On In History & Culture

This is How Lord Krishna Initiated the Festival of Colour - Holi

Hurrayyyy! Bura na maano holi hai. Hi folks, Happy Holi!Today, I am gonna share something exciting about one of the most vibrant festivals of India. This festival is said to be the favourite of all of our mischievous Banke Bihari, i.e., Lord Krishna and Radha Rani.In this article, we'll be talking about why this festival is so close to the heart of Lord Krishna and how is it celebrated at Braj Bhumi? And what did he try to tell us through these colours? So, let's know more about it.     

According to Vikram Sawant Hindu Calendar...

Well, Holi, the festival of colours, is celebrated on Poornima (Full Moon) of fagun. It signifies the victory of good over evil, the arrival of spring, end of winter and for many a festive day to meet others, play and laugh. Forget & forgive, and repair broken relationships, and is also celebrated as a thanksgiving for a good harvest. There are many mythologies associated with this beautiful festival.  Let's take a look at them... 

What importance does Braj Bhumi hold in the name of Holi? 

And this time, I am gonna share one of my personal favourite mythological incidences to you all. This incidence is a narration on a naughty boy of Braj Bhumi (North India), i.e., Lord Krishna, and his playful prank by using abeer gulal (colours) on Radha Rani and Gopis of Braj Bhumi.   I wonder, what clicked in the mischievous mind of Banke Bihari? Why did he apply colour to the beautiful face of Radha Rani? Is there any message hidden behind this playful prank? Let's find out...     

Maiyaa, "Radha kyun gori...main kyu kaala?"

Lord Krishna expresses his jealousy for Radha Rani's fair complexion. 

One day, baby Lord Krishna complains his mother Yashoda Ji about the injustice of nature for his dark complexion and asks his mother why Radha Rani has fair complexion? Looking to his innocent style of questioning and at the same moment observing sadness on his beloved child's face, Yashoda Ji playfully suggests Lord Krishna smear colour on Radha Rani's face and change her complexion to any colour he wants. Fascinated by the idea, Lord Krishna proceeds to do so and thus smears colour on the face of Radha Rani. 

"Rang mei rang dayi baah pakad layi, laajan maar gayi hori mein...."

Lord Krishna's playful prank of colours with Radha Rani.   

Lord Krishna didn't only smear colour on the face of Radha Rani but also played this lovable prank with other Gopis using water jets called 'Pichkari'. And this way this small and beautiful incidence dramatised by Lord Krishna and Radha Rani left an impact in hearts of thousands of Braj-vasis (people who reside in North India, i.e., Uttar Pradesh). Till this date, use of colours and pichkari is rampant in Holi.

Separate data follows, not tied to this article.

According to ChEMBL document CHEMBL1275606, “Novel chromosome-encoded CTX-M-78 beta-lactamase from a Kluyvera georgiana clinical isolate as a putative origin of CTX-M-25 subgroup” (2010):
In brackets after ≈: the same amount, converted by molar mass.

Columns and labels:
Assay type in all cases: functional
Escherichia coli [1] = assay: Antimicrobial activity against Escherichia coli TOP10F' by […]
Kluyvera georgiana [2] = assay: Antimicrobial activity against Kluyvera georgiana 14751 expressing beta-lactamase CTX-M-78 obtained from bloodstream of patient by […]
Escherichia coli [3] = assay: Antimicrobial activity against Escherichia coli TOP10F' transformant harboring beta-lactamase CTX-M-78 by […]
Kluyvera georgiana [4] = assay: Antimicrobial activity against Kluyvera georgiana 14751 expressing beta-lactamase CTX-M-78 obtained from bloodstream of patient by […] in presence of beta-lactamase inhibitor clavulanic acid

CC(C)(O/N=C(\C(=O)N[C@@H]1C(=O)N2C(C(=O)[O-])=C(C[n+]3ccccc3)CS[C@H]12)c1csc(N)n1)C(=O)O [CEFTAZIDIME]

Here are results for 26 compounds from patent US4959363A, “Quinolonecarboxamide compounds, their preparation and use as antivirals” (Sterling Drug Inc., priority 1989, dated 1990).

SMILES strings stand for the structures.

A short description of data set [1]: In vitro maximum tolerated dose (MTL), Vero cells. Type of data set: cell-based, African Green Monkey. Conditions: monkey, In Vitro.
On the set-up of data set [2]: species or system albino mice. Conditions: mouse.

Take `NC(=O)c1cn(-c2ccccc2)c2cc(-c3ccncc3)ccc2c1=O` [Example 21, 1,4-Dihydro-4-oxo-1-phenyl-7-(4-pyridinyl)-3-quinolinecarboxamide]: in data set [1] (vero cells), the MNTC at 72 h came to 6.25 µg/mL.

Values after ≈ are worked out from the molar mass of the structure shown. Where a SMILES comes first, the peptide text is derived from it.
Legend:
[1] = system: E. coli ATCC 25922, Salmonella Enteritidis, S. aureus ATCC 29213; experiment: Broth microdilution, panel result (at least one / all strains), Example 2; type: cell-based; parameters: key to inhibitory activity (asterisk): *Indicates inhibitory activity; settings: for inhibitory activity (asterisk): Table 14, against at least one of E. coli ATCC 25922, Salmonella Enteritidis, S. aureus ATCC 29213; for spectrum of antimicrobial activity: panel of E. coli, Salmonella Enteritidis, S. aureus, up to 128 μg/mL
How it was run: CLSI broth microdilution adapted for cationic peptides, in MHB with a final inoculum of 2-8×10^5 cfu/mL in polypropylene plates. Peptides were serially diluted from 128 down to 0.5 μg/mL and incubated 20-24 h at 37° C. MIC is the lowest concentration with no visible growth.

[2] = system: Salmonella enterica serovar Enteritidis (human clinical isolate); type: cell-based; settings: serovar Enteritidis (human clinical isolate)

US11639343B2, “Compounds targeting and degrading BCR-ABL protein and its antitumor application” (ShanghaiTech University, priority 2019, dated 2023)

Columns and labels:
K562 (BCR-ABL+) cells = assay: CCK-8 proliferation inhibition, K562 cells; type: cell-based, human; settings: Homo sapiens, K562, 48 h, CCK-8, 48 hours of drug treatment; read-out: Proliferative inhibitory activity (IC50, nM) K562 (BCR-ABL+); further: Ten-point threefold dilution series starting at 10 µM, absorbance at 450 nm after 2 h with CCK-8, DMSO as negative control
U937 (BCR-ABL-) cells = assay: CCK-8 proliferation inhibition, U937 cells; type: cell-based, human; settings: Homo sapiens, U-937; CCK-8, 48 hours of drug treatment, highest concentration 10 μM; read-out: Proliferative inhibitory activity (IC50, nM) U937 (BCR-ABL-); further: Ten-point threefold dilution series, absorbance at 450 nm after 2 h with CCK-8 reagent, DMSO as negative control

Places in India where this legacy is continued.

Yes, this culture is wonderfully brought alive each year all over India, particularly in the streets of Mathura, Vrindavan, Barsana and Nandgaon. These are the popular places associated with Lord Krishna and Radha Rani. Every place has its unique style of celebration, like in Mathura - Bhang is crushed and mixed with milk. Similarly, Barsana and Nandgaon have collaborative tradition named as Lathmaar Holi; wherein, men are dressed in colourful clothes, women of Barsana playfully beat laathi to men coming from the neighbouring village, Nandgaon, while the men try to protect themselves with the shield.     

"Aaj Biraj mei Hori re o rasiya....."

Also, at the temples in Barsana... 

Ladoos and flowers are put in plastic bags and thrown at each other. In Vrindavan at Banke Bihari temple, priests sprinkle blessed colour and watercolour made from Kesuda flower on the devotees as a kind of prasad.   Woah! So much fun and energetic form of celebration. Isn't it?

"Maaro Shyam pichkari aab deungi gaari..."

So, is there any social significance behind this play?

Yeah, of course, there is a social significance behind the celebration of every Indian festival. Such gathering brings society together. It strengthens the secular fabric of the country. The beauty of this festival is featured by turning your enemies into friends and forget the feeling of hardship that may be present. Further, results in the elimination of a class like rich and poor.  

"Kore kore kallas mangao rang kesar ghori ke..."

Not only social but biological significances too...

There are not only social significances present but also biological significances too. Well, during this season when people tend to feel sleepy and lazy. And to counteract this tardiness of the body, people sing loudly or even speak loudly. Therefore, the brisk movements on loud music rejuvenate the system of the human body. 

This time let's have an eco-friendly Holi!  

So guys, what are you waiting for? Just say 'Radhe Radhe' and smear colour on your beloved ones. Dance to the tune of Banke Bihari. Enjoy the festival with full zest and fervour but do take care of animals and save water. Hurt no one and with the power of colours, win the heart of the disappointed ones and let's eliminate jealous and injustice. Have a safe, spiritually melodious and eco-friendly Holi.